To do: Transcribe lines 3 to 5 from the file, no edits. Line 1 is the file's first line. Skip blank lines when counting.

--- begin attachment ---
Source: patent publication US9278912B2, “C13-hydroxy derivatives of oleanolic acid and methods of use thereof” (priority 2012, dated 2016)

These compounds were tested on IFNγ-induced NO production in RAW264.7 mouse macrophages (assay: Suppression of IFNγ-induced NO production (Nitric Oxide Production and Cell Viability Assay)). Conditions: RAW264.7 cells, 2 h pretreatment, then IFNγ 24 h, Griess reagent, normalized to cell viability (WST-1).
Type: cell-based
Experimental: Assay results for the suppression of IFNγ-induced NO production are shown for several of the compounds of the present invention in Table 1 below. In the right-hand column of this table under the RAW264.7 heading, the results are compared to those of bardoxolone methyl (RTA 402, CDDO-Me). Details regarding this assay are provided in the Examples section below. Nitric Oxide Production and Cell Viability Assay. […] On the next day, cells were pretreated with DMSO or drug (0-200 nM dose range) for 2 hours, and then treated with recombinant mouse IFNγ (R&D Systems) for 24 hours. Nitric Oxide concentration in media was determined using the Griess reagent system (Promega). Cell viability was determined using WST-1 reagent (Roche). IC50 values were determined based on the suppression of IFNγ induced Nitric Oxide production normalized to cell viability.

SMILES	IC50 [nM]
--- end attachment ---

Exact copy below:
Type: cell-based
Experimental: Assay results for the suppression of IFNγ-induced NO production are shown for several of the compounds of the present invention in Table 1 below. In the right-hand column of this table under the RAW264.7 heading, the results are compared to those of bardoxolone methyl (RTA 402, CDDO-Me). Details regarding this assay are provided in the Examples section below. Nitric Oxide Production and Cell Viability Assay. […] On the next day, cells were pretreated with DMSO or drug (0-200 nM dose range) for 2 hours, and then treated with recombinant mouse IFNγ (R&D Systems) for 24 hours. Nitric Oxide concentration in media was determined using the Griess reagent system (Promega). Cell viability was determined using WST-1 reagent (Roche). IC50 values were determined based on the suppression of IFNγ induced Nitric Oxide production normalized to cell viability.

SMILES	IC50 [nM]